Dew History, Family Crest & Coats of Arms 

Dew is one of the many new names that came to England following the Norman Conquest of 1066. The Dew family lived in Devon. This family was originally from Douai, near Lille, Normandy, and it is from this location that their surname derives.

Early Origins of the Dew family

The surname Dew was first found in Devon where they held a family seat from very early times and were granted lands by Duke William of Normandy, their liege Lord, for their distinguished assistance at the Battle of Hastings in 1066 A.D.

Important Dates for the Dew family

This web page shows only a small excerpt of our Dew research. Another 87 words (6 lines of text) are included under the topic Early Dew History in all our PDF Extended History products and printed products wherever possible.

Dew Spelling Variations

Anglo-Norman names are characterized by a multitude of spelling variations. When the Normans became the ruling people of England in the 11th century, they introduced a new language into a society where the main languages of Old and later Middle English had no definite spelling rules. These languages were more often spoken than written, so they blended freely with one another. Contributing to this mixing of tongues was the fact that medieval scribes spelled words according to sound, ensuring that a person's name would appear differently in nearly every document in which it was recorded. The name has been spelled Dewey, Dewy, Dewye and others.

Early Notables of the Dew family (pre 1700)

More information is included under the topic Early Dew Notables in all our PDF Extended History products and printed products wherever possible.

Dew migration to the United States

For many English families, the political and religious disarray that plagued their homeland made the frontiers of the New World an attractive prospect. Thousands migrated, aboard cramped disease-ridden ships. They arrived sick, poor, and hungry, but were welcomed in many cases with far greater opportunity than at home in England. Many of these hardy settlers went on to make important contributions to the emerging nations in which they landed. Among early immigrants bearing the name Dew or a variant listed above were:

Dew Settlers in United States in the 17th Century
  • Ann Dew, who arrived in Virginia in 1635 [1]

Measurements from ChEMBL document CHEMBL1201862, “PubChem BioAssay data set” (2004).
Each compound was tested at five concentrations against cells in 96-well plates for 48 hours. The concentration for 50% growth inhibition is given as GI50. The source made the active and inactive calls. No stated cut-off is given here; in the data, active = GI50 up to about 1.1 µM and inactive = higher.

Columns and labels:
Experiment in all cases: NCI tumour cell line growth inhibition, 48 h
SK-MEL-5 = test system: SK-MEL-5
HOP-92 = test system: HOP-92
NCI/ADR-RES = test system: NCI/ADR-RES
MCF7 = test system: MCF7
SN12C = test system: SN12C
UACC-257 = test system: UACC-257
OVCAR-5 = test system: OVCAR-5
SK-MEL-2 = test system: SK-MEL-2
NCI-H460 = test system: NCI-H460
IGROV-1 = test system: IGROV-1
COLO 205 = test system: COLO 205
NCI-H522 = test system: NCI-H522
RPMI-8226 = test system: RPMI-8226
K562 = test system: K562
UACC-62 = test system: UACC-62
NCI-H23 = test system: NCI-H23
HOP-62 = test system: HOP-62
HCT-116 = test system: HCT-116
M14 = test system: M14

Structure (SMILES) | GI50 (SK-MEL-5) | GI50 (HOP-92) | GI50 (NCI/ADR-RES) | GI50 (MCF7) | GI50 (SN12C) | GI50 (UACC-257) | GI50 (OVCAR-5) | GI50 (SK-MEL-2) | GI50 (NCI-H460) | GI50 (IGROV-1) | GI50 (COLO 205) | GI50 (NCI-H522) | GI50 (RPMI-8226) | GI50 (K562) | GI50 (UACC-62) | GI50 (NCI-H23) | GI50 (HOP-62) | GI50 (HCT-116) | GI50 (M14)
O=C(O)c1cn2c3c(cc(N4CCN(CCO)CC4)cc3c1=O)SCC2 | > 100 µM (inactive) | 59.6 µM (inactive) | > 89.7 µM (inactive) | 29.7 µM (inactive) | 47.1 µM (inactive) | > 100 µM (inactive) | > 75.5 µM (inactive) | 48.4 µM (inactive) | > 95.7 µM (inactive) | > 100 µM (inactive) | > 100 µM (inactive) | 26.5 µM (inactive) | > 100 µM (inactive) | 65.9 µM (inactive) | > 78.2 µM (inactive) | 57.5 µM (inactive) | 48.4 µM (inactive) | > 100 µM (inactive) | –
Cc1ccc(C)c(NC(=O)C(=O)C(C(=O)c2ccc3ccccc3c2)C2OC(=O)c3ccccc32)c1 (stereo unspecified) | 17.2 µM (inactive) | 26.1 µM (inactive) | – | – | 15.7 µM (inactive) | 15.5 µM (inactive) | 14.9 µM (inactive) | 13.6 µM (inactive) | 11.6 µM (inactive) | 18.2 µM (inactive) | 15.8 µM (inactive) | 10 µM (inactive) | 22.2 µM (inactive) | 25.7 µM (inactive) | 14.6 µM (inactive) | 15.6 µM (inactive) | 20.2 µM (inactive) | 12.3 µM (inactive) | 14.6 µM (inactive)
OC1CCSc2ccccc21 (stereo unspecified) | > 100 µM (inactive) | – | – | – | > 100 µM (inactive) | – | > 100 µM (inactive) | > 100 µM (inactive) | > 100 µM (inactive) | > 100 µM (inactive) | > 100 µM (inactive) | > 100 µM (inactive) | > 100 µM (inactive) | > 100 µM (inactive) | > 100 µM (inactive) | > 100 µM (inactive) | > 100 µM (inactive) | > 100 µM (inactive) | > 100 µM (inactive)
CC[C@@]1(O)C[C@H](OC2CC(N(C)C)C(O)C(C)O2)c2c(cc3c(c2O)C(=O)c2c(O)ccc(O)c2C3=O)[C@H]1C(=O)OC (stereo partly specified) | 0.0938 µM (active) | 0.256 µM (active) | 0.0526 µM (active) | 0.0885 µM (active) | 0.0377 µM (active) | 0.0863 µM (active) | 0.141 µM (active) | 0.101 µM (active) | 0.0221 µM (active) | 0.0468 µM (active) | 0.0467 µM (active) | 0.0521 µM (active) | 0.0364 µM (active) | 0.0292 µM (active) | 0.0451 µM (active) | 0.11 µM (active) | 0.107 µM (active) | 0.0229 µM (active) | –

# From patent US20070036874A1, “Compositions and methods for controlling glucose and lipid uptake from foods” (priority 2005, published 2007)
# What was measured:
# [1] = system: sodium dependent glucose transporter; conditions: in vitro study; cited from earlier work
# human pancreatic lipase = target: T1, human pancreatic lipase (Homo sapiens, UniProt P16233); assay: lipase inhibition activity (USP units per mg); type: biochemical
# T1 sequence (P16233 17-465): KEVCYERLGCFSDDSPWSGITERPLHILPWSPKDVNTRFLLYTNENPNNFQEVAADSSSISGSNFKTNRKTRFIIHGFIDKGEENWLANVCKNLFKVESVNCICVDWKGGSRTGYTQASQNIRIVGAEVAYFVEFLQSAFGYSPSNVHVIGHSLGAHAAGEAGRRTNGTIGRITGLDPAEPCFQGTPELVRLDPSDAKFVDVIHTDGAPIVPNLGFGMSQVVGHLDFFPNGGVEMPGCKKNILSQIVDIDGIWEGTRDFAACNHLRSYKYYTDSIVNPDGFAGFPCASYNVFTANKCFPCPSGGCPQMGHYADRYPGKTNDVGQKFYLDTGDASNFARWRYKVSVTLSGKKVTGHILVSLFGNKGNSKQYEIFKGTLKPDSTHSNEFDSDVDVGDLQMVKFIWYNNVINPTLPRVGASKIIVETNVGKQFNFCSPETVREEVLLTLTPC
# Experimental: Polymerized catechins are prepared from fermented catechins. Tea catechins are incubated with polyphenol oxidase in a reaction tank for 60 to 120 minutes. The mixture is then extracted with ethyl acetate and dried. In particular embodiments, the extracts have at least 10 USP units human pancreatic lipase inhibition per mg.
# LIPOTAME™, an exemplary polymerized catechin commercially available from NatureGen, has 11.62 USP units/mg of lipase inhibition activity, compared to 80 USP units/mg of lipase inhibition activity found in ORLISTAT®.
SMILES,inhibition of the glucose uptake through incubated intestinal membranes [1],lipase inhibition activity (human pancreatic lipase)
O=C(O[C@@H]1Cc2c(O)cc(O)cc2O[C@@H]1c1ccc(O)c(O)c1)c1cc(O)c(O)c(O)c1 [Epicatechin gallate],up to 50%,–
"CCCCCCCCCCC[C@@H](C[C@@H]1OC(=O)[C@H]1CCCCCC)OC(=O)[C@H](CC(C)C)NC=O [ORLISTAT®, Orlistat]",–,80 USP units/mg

• Patrick Dew, who arrived in Maryland in 1659 [1]
  • Hanah Dew, who arrived in Virginia in 1661 [1]
  • Hannah Dew, who landed in Virginia in 1663 [1]
  • Bridgett Dew, who arrived in Maryland in 1663 [1]
  • ... (More are available in all our PDF Extended History products and printed products wherever possible.)
Dew Settlers in United States in the 18th Century
  • John Dew, who landed in Virginia in 1702 [1]
  • Jacob Dew, who landed in New England in 1752 [1]
Dew Settlers in United States in the 19th Century
  • Thomas Dew, who arrived in New York, NY in 1816 [1]
  • Antonne Dew, aged 25, who landed in Mobile, Ala in 1849 [1]
  • Adele Dew, aged 37, who landed in New Orleans, La in 1852 [1]

Dew migration to Australia

Emigration to Australia followed the First Fleets of convicts, tradespeople and early settlers. Early immigrants include:

Dew Settlers in Australia in the 19th Century
  • Peter Dew, English convict from Worcester, who was transported aboard the "Albion" on May 29, 1828, settling in New South Wales, Australia [2]
  • George Dew, who arrived in Adelaide, Australia aboard the ship "Baboo" in 1840 [3]
  • Dinah Dew, who arrived in Adelaide, Australia aboard the ship "Baboo" in 1840 [3]
  • Kezia Dew, who arrived in Adelaide, Australia aboard the ship "Troubadour" in 1850 [4]
  • James Dew, aged 19, a farm labourer, who arrived in South Australia in 1851 aboard the ship "Marion" [5]
  • ... (More are available in all our PDF Extended History products and printed products wherever possible.)

Dew migration to New Zealand